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A new “meta-analysis” published in The Journal of Higher Education suggests that the Graduate Record Examination is losing its significance.
“Overall, 61.6 percent of reported effects were nonsignificant (i.e. no predictive value of GRE scores on student outcomes),” the study found. “Further, the magnitude of observed predictive relationships decreased significantly over time. The aggregate mean effect across all studies and outcomes was small, significant, and positive: GRE score predicted 2.25 percent of variance across measured outcomes, 4 percent of variance in overall [grade point average], and 2.56 percent of variance in first-year graduate GPA. Sample composition effects by race/ethnicity were notable but nonsignificant, with increasing proportions of people of color within a study sample associated with poorer predictive validity. Likewise, the magnitude of negative effects where lower GRE scores predicted stronger student outcomes increased from 0.16 percent of variance for all-white samples to 5.3 percent for samples comprised entirely of people of color.”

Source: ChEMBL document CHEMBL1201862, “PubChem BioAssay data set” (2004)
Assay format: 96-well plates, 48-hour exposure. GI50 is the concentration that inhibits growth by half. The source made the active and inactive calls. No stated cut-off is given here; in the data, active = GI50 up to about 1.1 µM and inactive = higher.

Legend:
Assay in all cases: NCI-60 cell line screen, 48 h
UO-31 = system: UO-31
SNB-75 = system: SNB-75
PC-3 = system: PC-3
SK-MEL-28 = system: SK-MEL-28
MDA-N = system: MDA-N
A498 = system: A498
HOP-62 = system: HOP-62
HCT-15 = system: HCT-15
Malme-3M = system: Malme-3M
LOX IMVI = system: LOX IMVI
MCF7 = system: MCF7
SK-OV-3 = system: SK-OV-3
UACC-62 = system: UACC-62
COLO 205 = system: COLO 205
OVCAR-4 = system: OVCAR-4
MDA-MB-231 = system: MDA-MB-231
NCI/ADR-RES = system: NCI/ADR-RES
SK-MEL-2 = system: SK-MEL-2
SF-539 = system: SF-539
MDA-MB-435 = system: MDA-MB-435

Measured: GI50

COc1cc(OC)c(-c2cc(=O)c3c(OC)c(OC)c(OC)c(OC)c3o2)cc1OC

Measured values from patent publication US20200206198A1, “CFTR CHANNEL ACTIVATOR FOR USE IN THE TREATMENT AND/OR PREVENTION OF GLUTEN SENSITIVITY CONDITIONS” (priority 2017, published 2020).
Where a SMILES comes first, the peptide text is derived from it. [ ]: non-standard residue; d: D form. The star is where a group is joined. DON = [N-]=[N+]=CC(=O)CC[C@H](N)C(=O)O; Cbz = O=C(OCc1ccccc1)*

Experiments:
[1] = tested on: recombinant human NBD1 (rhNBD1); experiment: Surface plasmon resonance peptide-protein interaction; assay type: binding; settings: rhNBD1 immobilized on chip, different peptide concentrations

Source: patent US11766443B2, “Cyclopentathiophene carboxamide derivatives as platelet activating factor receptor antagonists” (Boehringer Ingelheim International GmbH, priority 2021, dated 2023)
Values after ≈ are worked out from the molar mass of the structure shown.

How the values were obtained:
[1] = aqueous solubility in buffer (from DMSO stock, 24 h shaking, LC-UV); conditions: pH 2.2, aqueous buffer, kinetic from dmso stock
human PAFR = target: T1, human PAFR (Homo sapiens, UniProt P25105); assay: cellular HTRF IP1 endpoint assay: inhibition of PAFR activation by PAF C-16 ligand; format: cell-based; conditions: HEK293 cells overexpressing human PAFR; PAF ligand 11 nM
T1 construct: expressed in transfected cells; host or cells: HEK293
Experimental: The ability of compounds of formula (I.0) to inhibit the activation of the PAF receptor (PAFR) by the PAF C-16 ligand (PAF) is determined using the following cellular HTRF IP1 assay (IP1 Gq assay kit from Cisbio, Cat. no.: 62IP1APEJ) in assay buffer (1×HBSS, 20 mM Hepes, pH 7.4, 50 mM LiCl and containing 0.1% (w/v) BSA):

Alberto Acereda, associate vice president of global higher education at the Educational Testing Service, which offers the GRE, said, “ETS continues to stand behind the undeniable value of the GRE test when used as part of a holistic admissions process. There have been countless of studies over the last many decades that speak to the test’s predictive value. Specific to this study, it is worth noting that ETS has never claimed the GRE predicts a student’s GPA beyond their first year. We also believe that some of the authors’ interpretations of their own findings are subject to debate. The GRE has and continues to play an important role in the graduate admissions process as the lone standardized data point of a larger picture of an applicant.”